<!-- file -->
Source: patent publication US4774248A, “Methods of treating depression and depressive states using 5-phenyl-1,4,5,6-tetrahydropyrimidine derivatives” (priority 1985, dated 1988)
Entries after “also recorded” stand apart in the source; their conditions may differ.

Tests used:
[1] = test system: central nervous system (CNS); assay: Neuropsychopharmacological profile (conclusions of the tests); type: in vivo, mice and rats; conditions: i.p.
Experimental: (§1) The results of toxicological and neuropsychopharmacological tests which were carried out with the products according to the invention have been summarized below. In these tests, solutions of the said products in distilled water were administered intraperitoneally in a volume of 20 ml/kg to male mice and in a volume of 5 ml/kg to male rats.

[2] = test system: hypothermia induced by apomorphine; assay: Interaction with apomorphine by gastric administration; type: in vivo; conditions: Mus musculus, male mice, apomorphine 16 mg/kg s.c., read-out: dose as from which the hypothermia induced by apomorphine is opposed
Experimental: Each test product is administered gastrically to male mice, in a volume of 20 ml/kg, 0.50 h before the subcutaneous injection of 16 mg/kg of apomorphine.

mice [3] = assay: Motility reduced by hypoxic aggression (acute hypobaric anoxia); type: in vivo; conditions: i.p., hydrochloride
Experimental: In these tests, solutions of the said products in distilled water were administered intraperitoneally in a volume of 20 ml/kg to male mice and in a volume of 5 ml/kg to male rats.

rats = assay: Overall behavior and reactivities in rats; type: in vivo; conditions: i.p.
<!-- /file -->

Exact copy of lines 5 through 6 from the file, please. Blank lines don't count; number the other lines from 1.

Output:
Experimental: (§1) The results of toxicological and neuropsychopharmacological tests which were carried out with the products according to the invention have been summarized below. In these tests, solutions of the said products in distilled water were administered intraperitoneally in a volume of 20 ml/kg to male mice and in a volume of 5 ml/kg to male rats.

[2] = test system: hypothermia induced by apomorphine; assay: Interaction with apomorphine by gastric administration; type: in vivo; conditions: Mus musculus, male mice, apomorphine 16 mg/kg s.c., read-out: dose as from which the hypothermia induced by apomorphine is opposed